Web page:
January 9, 2011

Kinect Theremin - Sneak Peek



Not surprisingly I've contracted Kinect fever :) From the moment I heard about the Kinect I knew it would be perfect for a Theremin simulator. Well, it turns out it's not perfect, but it is super fun.

How does the interface work?
When you step in front of the Kinect controller you see a contour map of yourself in gray. Once you position your hands before you they are detected and mapped to corresponding pitch (right hand z-axis), volume (left hand y-axis) and modulation (left hand x-axis). The color hue represents the pitch where C is red, D is orange, etc. The brightness of the colors represents the volume, so soft sounds are very faint where loud sounds are bright.

Describe the gear you're using?
Aside from a Kinect controller and a PC, no special hardware is needed, unlike the Wii Theremin.
I wrote the code in C++ for Windows using the C driver package written by Stijn Kuipers / "Zephod". The program uses only the 3D depth information to detect where the performer's hands are in space, then sends corresponding MIDI messages for pitch bend, volume and modulation. I use Maple Virtual MIDI Cable to route the messages to Absynth 5.0 software synthesizer by Native Instruments. Rather than sending distinct Note On / Note Off messages, the program sends a single Note On at startup and subsequently sends only Pitch Bend messages based on your hand position. Most software synthesizers don't support fluid multi-octave pitch bend, but Absynth handles this with grace.

So what's wrong with Kinect?
Don't get me wrong, the Kinect is a great device - it enables applications like this where the user doesn't need to hold anything or don special gloves to control the system. However, unlike the Wii Theremin, there are some limitations to the Kinect hardware that make it more difficult to play musically. First off, the Kinect controller has significant latency (time between the user's action and the delivery of the data). I haven't done any precise measurements but it's probably 200 to 300 milliseconds, which is really tricky for an instrument that depends so heavily on player feedback to target a specific pitch. Even if you can position your hands precisely by muscle memory you need to hit the note a fraction of a second before you want the note to sound, which makes even moderately fast musical passages difficult to play.

Secondly, the Kinect delivers data frames just 30 times per second so when playing a smooth glissando (slide) between two notes -- a common element in Theremin performance -- the gaps between pitches are fairly audible. The Wii Theremin, on the other hand, samples data 100 times per second so glissandos are very smooth.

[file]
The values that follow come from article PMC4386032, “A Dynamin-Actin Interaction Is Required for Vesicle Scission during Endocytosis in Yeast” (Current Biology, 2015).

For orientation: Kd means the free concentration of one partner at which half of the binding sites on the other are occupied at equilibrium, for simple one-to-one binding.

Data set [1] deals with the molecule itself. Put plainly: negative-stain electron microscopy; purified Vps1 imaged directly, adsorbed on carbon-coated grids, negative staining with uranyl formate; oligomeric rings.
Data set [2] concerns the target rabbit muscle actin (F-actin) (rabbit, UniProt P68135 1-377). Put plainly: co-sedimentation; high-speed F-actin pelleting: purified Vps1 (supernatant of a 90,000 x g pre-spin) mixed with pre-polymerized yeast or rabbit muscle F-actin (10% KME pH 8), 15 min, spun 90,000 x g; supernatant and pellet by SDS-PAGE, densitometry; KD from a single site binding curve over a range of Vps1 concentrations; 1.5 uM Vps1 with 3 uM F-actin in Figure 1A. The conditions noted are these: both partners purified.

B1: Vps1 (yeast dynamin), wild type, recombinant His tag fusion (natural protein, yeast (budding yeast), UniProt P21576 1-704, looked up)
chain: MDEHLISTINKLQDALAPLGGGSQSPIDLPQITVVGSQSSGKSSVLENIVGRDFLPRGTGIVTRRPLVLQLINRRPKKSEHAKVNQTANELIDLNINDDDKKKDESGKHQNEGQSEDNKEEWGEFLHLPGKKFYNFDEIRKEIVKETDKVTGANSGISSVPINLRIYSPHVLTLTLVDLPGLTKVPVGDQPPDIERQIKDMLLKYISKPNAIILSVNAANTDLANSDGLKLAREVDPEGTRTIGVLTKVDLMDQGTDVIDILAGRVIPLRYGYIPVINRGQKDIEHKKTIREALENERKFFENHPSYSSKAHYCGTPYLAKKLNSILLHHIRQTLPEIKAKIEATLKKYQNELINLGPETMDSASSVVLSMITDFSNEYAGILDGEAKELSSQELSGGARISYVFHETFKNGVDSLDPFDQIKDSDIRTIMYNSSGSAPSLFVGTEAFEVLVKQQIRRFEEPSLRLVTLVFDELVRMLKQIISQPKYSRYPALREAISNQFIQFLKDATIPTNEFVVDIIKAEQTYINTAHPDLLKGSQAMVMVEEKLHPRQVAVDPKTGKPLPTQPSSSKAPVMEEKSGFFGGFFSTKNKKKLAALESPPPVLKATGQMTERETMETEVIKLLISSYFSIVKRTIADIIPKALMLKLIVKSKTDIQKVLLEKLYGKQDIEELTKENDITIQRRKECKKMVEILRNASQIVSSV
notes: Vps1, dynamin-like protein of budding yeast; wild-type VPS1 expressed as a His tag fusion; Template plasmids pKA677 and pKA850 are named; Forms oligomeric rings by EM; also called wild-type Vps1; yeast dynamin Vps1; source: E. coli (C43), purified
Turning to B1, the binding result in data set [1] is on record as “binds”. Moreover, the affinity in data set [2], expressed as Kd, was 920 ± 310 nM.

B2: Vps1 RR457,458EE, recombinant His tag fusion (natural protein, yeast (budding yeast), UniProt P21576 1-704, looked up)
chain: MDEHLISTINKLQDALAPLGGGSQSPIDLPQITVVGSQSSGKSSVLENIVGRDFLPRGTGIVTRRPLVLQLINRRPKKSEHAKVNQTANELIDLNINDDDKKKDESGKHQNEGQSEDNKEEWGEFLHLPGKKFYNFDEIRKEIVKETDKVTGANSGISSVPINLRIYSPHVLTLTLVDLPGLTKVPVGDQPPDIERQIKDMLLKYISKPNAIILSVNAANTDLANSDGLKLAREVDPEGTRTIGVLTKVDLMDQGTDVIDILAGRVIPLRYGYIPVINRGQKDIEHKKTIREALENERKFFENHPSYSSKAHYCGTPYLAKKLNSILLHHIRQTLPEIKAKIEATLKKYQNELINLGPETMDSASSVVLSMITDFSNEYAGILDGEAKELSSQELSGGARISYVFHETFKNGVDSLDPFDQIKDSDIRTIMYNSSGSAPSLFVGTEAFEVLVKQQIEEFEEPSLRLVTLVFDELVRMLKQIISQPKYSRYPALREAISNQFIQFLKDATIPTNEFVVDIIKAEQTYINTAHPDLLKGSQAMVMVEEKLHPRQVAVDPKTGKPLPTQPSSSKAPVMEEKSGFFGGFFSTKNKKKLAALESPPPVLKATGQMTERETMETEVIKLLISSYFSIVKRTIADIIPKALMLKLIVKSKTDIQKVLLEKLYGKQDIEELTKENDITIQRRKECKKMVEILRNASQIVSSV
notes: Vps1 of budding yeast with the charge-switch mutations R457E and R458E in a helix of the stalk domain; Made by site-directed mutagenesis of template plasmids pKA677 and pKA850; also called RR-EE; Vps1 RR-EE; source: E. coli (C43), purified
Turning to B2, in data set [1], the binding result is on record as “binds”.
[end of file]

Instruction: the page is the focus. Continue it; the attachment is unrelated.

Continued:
When can I download and play with it?
Currently I have no idea when or if I'll share the code. I'm investigating product and performance opportunities so I'm not sharing the source at this point, sorry :(

Where have you been since creating the Wii Theremin two years ago?
Working on my other big work in progress.

December 17, 2008

Wii Theremin - Santa Claus is Coming to Town

This is was my submission for NPR's National Caroling Party. The gist is that people submit their own recordings of a common Christmas carol, and NPR blends selections together into the most diverse set of voices, instruments and interpretations you could imagine. When I heard about this I knew the Wii Theremin would be a perfect 'voice' to add to the choir.



[Wondering what the heck is going on here? See my earlier post Wii Theremin - How It Works]

I'm sure they're inundated with very qualified entries, but my fingers are crossed that they'll pick mine to share with their listeners.

UPDATE: I heard back from the producer - I made the cut! So, if playing this video over and over just isn't enough Santa Claus is Coming to Town on the Wii Theremin for you, then be sure to tune in to All Things Considered on Sunday, December 21st to hear it again!

Click here for the mp3 of the Theremin solo.

Click here for the mp3 of the Theremin with piano.

Enjoy!
Ken

PS - hugs and kisses to my wife, Kali, who lit, filmed and tolerated the many attempts it took to get it (this close to) right.

PPS - I've just gotten a request for Rudolph the Infrared-Nosed Reindeer! However, Kali's eager for me to bust out Tiptoe Through the Tulips next. Should be a fun 2009 :)

December 14, 2008

Wii Theremin - Doctor Who Theme